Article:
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Narrative Types

May 22, 2008

I’m probably the last person in the world to have seen this particular image:

I think it’s a great way for English (Literature) teachers to introduce the fact that many stories share the same basic structure and that even just a few changes can give the impression of a completely different tale. Of course, the real skill of an author comes from characterisation and description and the myriad other aspects that typify good writing… The basic plot is not as important as the skill used to create the final artefact.

What this also reminded me of was that I was once told that there are only 7 fundamental stories. Everything written is merely a variation of something that’s gone before:

…and after that, my mind goes blank. Am I mis-remembering this in my old age? Or can you help me identify the seven fundamental stories from which everything else is derived? Please post any ideas and/or links below and put me out of my misery…


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9 Comments leave one →
  1. May 23, 2008 7:40 pm

    Hi Neil

    You’re not the last person to see that! I’ve never seen it before, but can see it being a valuable resource for the classroom.

    Does Apocalypse Now reworking Heart of Darkness count or is that too obvious?

  2. May 26, 2008 3:20 pm

    @Andy: That is a cracker… but I’m not sure how I’d get on using Apocalypse Now in the classroom, no matter how much I love the smell of napalm in the morning (Which is more likely to be soggy kids on a wet winter’s morning anyway)!

    @John: Thanks for the links! The Google answer has lots to take and digest and use. I think the most frustrating link I found was to the Seven Stories website… it’s a great website, but it doesn’t actually say what it thinks are the seven stories!

  3. elpollo permalink
    June 4, 2008 4:23 pm

    wow, that is pretty strong. Thanks for bringing it up.

  4. June 17, 2008 6:19 pm

    After discussions with a pupil, the crux of this post has formed the basis of his thesis for his Advanced Higher English! Thanks Neil 🙂

  5. June 17, 2008 7:38 pm

    Andy,
    That’s brilliant to hear… must suggest it to some of our AH pupils as well.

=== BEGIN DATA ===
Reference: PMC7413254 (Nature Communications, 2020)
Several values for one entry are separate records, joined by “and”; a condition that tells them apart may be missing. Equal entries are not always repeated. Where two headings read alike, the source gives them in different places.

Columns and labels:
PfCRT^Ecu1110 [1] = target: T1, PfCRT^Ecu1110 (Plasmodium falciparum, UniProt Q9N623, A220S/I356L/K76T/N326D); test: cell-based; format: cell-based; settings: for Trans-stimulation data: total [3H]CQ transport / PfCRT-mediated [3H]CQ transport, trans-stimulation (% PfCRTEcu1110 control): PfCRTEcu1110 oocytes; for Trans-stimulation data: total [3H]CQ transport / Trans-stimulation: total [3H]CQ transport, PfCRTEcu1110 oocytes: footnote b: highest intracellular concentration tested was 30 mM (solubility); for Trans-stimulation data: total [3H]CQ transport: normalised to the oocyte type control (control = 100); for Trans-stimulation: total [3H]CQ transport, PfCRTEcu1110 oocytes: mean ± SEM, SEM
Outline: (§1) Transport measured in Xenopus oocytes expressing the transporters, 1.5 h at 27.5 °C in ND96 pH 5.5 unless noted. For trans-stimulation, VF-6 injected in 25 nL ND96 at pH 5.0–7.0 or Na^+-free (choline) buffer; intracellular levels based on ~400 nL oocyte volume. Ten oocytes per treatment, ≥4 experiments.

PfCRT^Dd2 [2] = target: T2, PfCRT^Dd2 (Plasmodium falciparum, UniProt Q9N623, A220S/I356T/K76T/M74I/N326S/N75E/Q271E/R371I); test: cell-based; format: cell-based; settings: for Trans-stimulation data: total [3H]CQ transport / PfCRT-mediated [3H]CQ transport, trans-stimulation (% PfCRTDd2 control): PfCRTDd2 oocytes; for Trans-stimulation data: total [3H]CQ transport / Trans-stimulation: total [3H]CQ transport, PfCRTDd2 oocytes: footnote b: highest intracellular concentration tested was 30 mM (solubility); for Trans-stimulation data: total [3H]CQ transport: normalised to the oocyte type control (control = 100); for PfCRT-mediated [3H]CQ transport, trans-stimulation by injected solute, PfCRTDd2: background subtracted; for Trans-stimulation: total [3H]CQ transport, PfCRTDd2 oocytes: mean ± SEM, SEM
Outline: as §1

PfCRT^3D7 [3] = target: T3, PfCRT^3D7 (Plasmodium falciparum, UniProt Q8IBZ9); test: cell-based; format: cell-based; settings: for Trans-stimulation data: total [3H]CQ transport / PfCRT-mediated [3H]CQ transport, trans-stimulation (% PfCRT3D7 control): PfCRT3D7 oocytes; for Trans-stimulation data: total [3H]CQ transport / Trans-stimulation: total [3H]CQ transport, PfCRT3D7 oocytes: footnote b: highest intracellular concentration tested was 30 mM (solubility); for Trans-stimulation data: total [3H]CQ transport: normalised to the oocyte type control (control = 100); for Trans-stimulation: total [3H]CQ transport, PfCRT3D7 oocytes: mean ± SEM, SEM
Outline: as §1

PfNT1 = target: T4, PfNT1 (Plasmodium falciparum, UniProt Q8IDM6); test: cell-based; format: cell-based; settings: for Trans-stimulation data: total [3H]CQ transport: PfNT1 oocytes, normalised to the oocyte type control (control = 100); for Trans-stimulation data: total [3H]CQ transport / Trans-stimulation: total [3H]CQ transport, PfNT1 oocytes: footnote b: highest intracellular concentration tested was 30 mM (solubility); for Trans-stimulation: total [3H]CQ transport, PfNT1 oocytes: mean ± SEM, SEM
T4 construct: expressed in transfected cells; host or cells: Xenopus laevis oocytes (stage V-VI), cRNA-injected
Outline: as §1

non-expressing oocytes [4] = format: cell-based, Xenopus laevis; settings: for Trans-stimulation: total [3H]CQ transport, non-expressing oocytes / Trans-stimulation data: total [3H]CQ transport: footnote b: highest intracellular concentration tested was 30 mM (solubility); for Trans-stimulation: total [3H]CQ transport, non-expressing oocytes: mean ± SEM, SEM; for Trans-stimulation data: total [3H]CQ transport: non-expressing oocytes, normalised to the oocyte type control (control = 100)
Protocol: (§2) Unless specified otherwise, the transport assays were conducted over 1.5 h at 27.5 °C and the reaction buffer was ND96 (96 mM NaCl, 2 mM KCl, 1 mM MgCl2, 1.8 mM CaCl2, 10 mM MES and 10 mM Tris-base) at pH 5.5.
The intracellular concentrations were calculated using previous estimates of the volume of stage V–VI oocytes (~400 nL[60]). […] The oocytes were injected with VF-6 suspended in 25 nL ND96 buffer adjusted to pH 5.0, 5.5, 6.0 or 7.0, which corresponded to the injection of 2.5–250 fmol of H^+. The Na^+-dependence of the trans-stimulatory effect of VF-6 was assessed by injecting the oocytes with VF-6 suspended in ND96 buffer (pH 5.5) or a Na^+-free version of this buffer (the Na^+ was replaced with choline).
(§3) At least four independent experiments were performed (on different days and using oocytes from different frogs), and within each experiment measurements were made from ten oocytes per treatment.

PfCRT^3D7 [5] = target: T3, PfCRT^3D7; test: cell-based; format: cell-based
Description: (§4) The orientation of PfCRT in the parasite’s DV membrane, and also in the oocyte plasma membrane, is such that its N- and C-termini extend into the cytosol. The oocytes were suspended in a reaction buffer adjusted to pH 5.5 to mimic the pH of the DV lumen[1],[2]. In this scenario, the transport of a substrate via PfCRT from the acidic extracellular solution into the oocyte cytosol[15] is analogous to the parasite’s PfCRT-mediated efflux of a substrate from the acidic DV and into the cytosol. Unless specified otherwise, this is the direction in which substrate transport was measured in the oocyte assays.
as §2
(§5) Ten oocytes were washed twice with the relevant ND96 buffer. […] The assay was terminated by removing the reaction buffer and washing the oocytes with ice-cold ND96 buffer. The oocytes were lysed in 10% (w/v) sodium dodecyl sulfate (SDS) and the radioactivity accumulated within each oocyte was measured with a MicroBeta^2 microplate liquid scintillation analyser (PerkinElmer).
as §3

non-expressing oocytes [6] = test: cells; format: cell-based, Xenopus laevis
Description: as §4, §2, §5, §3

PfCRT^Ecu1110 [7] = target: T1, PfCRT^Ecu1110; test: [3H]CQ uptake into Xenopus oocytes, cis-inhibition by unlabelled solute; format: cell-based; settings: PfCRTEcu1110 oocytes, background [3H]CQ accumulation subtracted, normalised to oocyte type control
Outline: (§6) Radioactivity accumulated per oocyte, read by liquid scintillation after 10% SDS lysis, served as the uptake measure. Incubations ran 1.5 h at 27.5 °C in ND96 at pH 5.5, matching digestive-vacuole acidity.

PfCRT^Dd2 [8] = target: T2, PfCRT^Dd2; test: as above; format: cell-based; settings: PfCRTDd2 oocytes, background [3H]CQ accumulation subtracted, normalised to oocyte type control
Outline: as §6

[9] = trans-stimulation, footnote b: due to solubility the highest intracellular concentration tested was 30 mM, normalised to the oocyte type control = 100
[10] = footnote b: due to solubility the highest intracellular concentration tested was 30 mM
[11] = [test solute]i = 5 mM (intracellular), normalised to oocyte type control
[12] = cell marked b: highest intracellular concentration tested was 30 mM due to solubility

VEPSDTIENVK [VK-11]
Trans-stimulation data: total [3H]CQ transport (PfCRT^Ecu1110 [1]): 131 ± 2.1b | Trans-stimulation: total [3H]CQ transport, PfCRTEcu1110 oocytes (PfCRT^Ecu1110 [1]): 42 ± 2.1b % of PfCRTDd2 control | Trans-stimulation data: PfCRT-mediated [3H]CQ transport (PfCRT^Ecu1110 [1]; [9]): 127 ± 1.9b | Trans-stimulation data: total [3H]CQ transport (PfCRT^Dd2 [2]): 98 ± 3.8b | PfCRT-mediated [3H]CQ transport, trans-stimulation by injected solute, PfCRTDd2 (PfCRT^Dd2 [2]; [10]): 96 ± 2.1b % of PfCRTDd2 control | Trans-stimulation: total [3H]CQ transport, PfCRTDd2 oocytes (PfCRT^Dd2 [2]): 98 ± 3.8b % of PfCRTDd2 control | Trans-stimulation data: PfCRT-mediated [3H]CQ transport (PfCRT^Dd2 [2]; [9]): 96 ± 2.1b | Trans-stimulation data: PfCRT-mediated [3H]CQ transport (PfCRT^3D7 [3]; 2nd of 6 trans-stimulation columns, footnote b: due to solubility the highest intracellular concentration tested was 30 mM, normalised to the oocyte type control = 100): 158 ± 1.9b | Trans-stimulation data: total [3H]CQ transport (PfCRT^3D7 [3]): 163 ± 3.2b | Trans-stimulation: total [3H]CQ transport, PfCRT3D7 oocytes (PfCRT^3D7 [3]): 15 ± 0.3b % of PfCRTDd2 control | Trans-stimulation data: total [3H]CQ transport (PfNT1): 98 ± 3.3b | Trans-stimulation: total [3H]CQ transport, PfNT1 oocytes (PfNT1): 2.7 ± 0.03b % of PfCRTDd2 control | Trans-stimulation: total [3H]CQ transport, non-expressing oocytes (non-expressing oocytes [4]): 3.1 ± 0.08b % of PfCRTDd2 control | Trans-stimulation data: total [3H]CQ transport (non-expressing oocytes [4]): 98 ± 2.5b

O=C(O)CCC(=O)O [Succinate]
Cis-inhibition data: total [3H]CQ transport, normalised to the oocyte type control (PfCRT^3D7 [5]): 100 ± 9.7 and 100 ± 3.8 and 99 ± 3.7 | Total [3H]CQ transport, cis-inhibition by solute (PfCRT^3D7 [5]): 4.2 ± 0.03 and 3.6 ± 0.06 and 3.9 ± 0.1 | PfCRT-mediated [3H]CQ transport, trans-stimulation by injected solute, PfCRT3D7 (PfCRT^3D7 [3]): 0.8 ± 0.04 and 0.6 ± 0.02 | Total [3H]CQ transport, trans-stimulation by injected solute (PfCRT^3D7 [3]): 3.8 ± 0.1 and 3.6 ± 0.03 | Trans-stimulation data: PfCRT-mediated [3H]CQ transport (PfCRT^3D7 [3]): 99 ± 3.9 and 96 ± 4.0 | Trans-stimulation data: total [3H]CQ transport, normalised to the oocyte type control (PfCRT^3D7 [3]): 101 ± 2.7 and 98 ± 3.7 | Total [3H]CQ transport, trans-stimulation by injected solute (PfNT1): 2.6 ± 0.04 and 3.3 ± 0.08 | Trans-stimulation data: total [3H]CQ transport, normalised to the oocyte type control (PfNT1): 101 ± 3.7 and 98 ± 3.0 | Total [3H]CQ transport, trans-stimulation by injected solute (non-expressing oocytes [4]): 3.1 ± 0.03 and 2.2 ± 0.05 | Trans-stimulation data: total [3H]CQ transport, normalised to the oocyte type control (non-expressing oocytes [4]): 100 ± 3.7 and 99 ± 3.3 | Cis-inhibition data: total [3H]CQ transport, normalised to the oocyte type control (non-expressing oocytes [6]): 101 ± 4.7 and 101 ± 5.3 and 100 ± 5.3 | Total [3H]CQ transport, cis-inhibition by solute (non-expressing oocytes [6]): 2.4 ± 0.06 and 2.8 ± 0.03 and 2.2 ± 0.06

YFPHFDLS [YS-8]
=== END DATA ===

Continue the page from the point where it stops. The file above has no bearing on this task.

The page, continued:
6. Lucy permalink
    June 19, 2008 4:24 pm

    I’ve read about half of a book by Christopher Booker, called The Seven Basic Plots which exhaustively analyses hundreds of stories to establish what the seven plots are .
    He takes it a lot further and looks at characters and what they represent and how the archetypal characters change orientation or purpose within the different plots.

    http://www.amazon.co.uk/Seven-Basic-Plots-Tell-Stories/dp/0826452094

    Finally (though remember I didin’t get to the end!) I think he looks at what all the plots are trying to achieve in terms of why we tell/write/read/perform these stories. And I think there’s quite a lot of Jungian philosophy about striving for wholeness by accepting and embracing opposites , eg male/female, light/dark, good/bad, spiritual/physical etc

    It was quite interesting, the flaw however is that I still can’t remember what they were! in fact the only one I remember is ‘Voyage and return’…

    There’s a review here
    http://denisdutton.com/booker_review.htm

  7. August 9, 2008 2:43 am

    Propp is definitely your guy, here. His analysis of stories lead to a series of events that are necessary for a story to be told:
    http://www.mediaknowall.com/Propp.html

    Interesting:

    Not all of these functions appear in every story, but they always appear in this order.

    I remember taking notes on this in college (I’m not a note taker, so this was clearly something that was important to me, even back then). And, of course, you’ve got the hero’s journey to consider:
    http://tinyurl.com/6en2px
    http://tinyurl.com/afnfr

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